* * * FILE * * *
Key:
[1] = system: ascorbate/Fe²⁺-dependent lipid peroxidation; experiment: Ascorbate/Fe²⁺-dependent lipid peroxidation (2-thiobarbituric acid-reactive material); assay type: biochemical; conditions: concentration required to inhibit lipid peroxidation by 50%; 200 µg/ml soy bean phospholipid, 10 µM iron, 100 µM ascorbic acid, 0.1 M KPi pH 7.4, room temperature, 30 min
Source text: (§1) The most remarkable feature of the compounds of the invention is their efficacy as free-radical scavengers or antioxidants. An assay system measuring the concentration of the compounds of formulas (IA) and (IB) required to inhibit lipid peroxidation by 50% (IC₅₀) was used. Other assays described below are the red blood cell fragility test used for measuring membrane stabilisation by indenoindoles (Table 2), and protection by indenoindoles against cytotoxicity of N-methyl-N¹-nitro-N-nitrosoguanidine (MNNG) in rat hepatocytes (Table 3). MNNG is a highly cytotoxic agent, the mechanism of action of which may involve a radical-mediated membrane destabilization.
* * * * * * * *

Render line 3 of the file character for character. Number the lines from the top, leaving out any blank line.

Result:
Source text: (§1) The most remarkable feature of the compounds of the invention is their efficacy as free-radical scavengers or antioxidants. An assay system measuring the concentration of the compounds of formulas (IA) and (IB) required to inhibit lipid peroxidation by 50% (IC₅₀) was used. Other assays described below are the red blood cell fragility test used for measuring membrane stabilisation by indenoindoles (Table 2), and protection by indenoindoles against cytotoxicity of N-methyl-N¹-nitro-N-nitrosoguanidine (MNNG) in rat hepatocytes (Table 3). MNNG is a highly cytotoxic agent, the mechanism of action of which may involve a radical-mediated membrane destabilization.